Science Bites seeks to compile the latest scientific research updates in bite-sized forms.

1. Genetic risk factors for asthma, hay fever and eczema

Recently, a study in understanding the genetics behind allergic diseases has pinpointed more than 100 genetic risk factors for asthma, hay fever and eczema, which makes a huge breakthrough in science. Asthma, hay fever and eczema, though affecting different parts of the body, are similar at many levels and shared many genetic risk factors.

However, the thing that still puzzle the scientists the most is the location of those shared genetic risk factors in the genome. This is important as it helps to identify the specific genes – when not working properly – cause allergic condition. Then, it can potentially give us new clues on how to prevent or treat the disease.

In the study, the genomes of 360,838 people were analysed and 136 separate positions in the genome that are risk factors for developing allergic conditions were pinpointed. These 136 genetic risk factors influence whether the 132 nearby genes were switched on or off.

“We think that these genes influence the risk of asthma, hay fever and eczema by affecting how the cells of the immune system work,” remarked Dr Ferreira, lead of the study.

Moreover, the study also discovered that environmental factors, e.g. smoking, could affect whether these genes are switched on or off.

The researchers are in an attempt to find out potential treatments or drugs targeting specific genes, and could switch the genes on or off, depending on what is required. Several drugs, where the researchers believe could be targeted at some of these genes to treat allergies, have been identified and would be tested in the laboratory.

2. New genetic marker for schizophrenia

Scientists unveiled genetics behind schizophrenia that may provide new clues on treating the disease
Scientists unveiled genetics behind schizophrenia that may provide new clues on treating the disease

A recent study in Osaka University found a rare genetic variant, RTN4R, which may play a fundamental role in schizophrenia, a disease caused by disturbances in neural circuits.

RTN4R is a subunit of RTN4. It regulates axon regeneration and structural plasticity, which plays crucial role in neural circuits. Located at chromosome 22q11.2, which is a hotspot for schizophrenia – it may be a promising candidate gene for the disease.

In the study, the DNA of 370 schizophrenia patients were screened, and a single missense mutation, R292H, that changed the amino acid of RTN4 from arginine to histidine was found in two patients. Considering R292H is located in the domain of RTN4R that binds to ligands – a change in amino acid could greatly affect the function of RTN4.

In order to test for the possibility, the mutation was expressed in chick retinal cells, and a significant change in myelin-dependent axonal behaviour was observed. Through computer simulations, it was found that the mutation reduced the interaction between RTN4 and its partner protein, LINGO1. Therefore, it was said by the researchers that the rare variants could be the risk factors for schizophrenia.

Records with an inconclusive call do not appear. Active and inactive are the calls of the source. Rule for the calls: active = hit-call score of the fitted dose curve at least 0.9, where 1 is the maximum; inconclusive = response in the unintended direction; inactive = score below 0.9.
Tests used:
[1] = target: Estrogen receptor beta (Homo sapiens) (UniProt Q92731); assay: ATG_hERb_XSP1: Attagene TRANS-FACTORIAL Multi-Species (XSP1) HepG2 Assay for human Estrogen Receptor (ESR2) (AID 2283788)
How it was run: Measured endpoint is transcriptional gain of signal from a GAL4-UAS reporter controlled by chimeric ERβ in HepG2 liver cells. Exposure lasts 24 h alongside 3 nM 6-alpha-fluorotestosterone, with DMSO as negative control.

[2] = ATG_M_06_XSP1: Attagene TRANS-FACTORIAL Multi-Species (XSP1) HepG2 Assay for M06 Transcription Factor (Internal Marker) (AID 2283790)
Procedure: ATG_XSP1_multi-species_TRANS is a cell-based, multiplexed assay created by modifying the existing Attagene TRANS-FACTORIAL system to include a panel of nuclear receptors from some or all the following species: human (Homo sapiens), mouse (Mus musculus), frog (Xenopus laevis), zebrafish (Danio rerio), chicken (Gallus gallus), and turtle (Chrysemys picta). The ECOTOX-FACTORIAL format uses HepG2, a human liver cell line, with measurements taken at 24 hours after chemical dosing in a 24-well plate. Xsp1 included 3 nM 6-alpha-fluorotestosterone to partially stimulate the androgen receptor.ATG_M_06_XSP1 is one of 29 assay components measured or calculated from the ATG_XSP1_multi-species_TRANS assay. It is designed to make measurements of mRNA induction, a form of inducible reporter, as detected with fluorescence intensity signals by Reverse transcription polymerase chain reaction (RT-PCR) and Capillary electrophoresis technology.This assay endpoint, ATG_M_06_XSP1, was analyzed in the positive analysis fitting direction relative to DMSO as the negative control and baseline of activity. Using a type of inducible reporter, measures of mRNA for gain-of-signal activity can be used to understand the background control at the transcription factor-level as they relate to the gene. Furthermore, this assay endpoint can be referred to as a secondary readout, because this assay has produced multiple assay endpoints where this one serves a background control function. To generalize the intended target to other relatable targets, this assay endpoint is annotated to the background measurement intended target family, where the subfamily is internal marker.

“There is growing evidence that rare variants contribute to neurodevelopment diseases. The R292H mutation was not found in any existing databases. Our findings strengthen the evidence that rare variants could contribute to schizophrenia,” elaborated Yamashita, one of the authors of the study.

3. Genetic test enables detection of asymptomatic pancreatic cancers

Genetic test had now been deployed for detection of pancreatic cancer.
Genetic test had now been deployed for detection of pancreatic cancer.

Pancreatic cysts which can be detected through medical scan, could be either benign or cancerous. Thus, the need for surgical removal of the cysts has to be determined. “On the one hand, you never want to subject a patient to unneeded surgery. But, survival rates for pancreatic cancer are much better if it is caught before symptoms arise, so you also don’t want to ignore an early warning sign,” said the lead author of the study, Aatur D. Singhi, surgical pathologist in the University of Pittsburgh Medical Centre.

Recently, PancreaSeq, a rapid, sensitive test was introduced – to help physicians in determining the patients who need the surgery. In order to perform the test, a small amount of fluid has to be removed from the cyst. From that, 10 different tumour genes associated with pancreatic cancer can be tested.

In the study, 595 patients were tested. Follow-up data from 102 patients, whose cysts were surgically removed, was analysed to evaluate the accuracy of the PancreaSeq test. The results showed 100% accuracy in classifying patients who have pre-cancer sign and patients who have cysts, which could potentially progress to cancerous lesions. However, the test was found to be less accurate in identifying a less prevalent pancreatic cysts known as mucinous cystic neoplasm (MCN).

Although PancreaSeq did not identify any false positives in either cyst type, the results of the study may be biased by the choice of which patients had their cysts surgically removed. Therefore, continue evaluation of the test’s reliability is to be done on patients who do not have their cysts removed. Currently, an improved version of PancreaSeq that incorporates additional tumour genes associated with pancreatic cancer is undergoing rigorous clinical testing. MIMS

Read more:
Gut flora in infants may impact predisposition to asthma, allergies and other illnesses
Genetic elements may influence schizophrenia development
Study discovers potential target for pancreatic cancer